Open nipple, press pedal & hold, then shut nipple, release lever & then repeat the steps over & over until pressure starts to build, stop to top up reservoir every five or so pumps, dont let it get low or you will just suck air through the system.

Mezo.
__________________
http://www.tenere.co.uk/
Reply With Quote
  #4  
Old 20 Oct 2011
*Touring Ted*'s Avatar
Contributing Member
Veteran HUBBer
 
Join Date: Jul 2005
Location: Wirral, England.
Posts: 4,519
My guess is that all those bubbles were coming from a bad seal from the bleed hose and the nipple.

If you were getting THAT much air out of the system , your brakes must of been soggy bastards.
__________________
www.TouringTed.com
1994 XR650L
2001 NX650 Dominator.

EX - BMW Dealer Technician
Welder/Fabricator
Reply With Quote
  #5  
Old 20 Oct 2011
Pboko2388's Avatar
Registered Users
HUBB regular
 
Join Date: Sep 2011
Location: Orlando, FL
Posts: 35
mezo has the right idea but slightly off. you should push pedal, open and close bleeder quickly, than release so you do not suck air back into the line. pump a few times to build pressure and repeat. some brakes are tricky ive spent up to 45 minutes on a front caliper but i tend to be a bit meticulous with my brakes as they are life savers.
Reply With Quote
  #6  
Old 20 Oct 2011
Contributing Member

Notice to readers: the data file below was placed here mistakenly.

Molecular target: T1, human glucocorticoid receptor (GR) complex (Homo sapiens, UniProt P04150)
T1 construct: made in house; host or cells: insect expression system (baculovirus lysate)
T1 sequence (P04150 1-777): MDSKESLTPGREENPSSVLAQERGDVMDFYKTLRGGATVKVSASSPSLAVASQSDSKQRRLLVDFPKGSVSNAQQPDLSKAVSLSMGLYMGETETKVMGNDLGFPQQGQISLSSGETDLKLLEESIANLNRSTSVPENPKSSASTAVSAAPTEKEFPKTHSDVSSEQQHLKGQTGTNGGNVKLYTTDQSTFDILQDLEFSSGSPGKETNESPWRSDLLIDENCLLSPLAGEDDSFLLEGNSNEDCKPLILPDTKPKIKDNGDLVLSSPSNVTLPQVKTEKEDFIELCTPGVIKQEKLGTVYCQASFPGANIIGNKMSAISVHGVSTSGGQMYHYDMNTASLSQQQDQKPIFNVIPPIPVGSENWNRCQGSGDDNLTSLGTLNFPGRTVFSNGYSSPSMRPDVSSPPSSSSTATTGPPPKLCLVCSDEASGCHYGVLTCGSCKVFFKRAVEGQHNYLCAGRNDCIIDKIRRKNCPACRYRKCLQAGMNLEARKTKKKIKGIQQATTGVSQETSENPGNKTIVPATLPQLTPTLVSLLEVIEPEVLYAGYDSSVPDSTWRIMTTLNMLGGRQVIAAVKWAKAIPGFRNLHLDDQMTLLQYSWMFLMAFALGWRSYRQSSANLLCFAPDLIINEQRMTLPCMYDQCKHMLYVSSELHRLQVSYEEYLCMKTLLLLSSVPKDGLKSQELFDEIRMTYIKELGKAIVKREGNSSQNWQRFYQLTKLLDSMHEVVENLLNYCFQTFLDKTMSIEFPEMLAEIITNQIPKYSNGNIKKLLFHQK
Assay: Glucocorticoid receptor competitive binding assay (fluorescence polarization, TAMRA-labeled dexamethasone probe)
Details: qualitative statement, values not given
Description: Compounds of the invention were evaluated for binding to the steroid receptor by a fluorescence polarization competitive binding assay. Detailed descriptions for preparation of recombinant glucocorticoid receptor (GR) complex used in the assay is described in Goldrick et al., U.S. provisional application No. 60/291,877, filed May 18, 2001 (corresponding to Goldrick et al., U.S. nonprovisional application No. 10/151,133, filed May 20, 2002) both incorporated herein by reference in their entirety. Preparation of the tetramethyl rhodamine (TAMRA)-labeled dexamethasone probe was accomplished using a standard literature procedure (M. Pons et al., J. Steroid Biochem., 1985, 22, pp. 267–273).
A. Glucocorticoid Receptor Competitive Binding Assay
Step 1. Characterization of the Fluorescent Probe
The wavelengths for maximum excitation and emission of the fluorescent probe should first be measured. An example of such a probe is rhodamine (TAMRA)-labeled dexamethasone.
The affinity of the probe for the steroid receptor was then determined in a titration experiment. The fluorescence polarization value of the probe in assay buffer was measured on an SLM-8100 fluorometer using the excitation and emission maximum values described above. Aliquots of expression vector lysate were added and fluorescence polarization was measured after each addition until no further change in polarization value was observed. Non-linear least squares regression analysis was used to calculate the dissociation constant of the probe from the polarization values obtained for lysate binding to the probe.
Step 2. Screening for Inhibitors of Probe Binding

Veteran HUBBer
 
Join Date: Jun 2008
Location: Seville (E) / Geneva (CH)
Posts: 535
Thanks to all for your help and the very useful advice.

Quote:
Originally Posted by Mezo View Post
May seem a silly question but have you done it before? do you know how to bleed brakes?
No silly question: I have never done it and have no idea (I said I was pretending!), except for what I've read on a couple of XT Manuals I got and what I found in the internet. I said “there is always a first time and front brakes still remain there (although working poorly) if I cannot do it properly (to take the XT to a mechanic)”. But I just want to learn to do it by myself.

Some perspective: REAR brake needs new pads, new rotor and new fluid. Front brake needs (only) new pads and fluid. So I thought: I’ll start with rear pads and fluid, to see if it works and then will go with the rotor, before I do anything just too wrong (is it logical or just stupid to start with a worn rotor?)

Bought latex gloves (SOCKS), checked the hose (TED) and followed literally MEZO’s indications till fluid was just crystal clear (refilling, since the 1st I forgot it and messed it all with plenty of air inside).